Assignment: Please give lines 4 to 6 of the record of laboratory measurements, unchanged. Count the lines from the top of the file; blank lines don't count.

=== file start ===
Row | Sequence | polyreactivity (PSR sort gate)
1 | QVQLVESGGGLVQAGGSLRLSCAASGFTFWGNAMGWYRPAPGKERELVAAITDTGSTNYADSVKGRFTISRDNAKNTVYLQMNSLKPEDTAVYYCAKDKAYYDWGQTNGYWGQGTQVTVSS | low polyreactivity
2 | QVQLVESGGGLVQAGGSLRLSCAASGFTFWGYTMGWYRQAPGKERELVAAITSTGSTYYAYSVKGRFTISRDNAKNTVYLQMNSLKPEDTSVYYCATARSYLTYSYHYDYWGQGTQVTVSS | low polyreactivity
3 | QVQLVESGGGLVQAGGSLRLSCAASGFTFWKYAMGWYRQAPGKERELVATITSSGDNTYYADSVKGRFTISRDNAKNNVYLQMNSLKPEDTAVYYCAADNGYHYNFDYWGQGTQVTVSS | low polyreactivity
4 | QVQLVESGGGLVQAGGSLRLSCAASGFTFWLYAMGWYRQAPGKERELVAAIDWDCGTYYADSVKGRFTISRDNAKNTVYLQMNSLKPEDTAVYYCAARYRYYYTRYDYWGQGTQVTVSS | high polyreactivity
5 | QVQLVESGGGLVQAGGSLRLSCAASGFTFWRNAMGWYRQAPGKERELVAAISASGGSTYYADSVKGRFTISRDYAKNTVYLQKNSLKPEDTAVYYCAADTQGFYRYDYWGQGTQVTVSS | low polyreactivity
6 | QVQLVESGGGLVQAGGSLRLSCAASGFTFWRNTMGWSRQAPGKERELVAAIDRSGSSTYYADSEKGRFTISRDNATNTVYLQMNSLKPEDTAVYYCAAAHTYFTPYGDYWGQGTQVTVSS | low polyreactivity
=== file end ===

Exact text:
3 | QVQLVESGGGLVQAGGSLRLSCAASGFTFWKYAMGWYRQAPGKERELVATITSSGDNTYYADSVKGRFTISRDNAKNNVYLQMNSLKPEDTAVYYCAADNGYHYNFDYWGQGTQVTVSS | low polyreactivity
4 | QVQLVESGGGLVQAGGSLRLSCAASGFTFWLYAMGWYRQAPGKERELVAAIDWDCGTYYADSVKGRFTISRDNAKNTVYLQMNSLKPEDTAVYYCAARYRYYYTRYDYWGQGTQVTVSS | high polyreactivity
5 | QVQLVESGGGLVQAGGSLRLSCAASGFTFWRNAMGWYRQAPGKERELVAAISASGGSTYYADSVKGRFTISRDYAKNTVYLQKNSLKPEDTAVYYCAADTQGFYRYDYWGQGTQVTVSS | low polyreactivity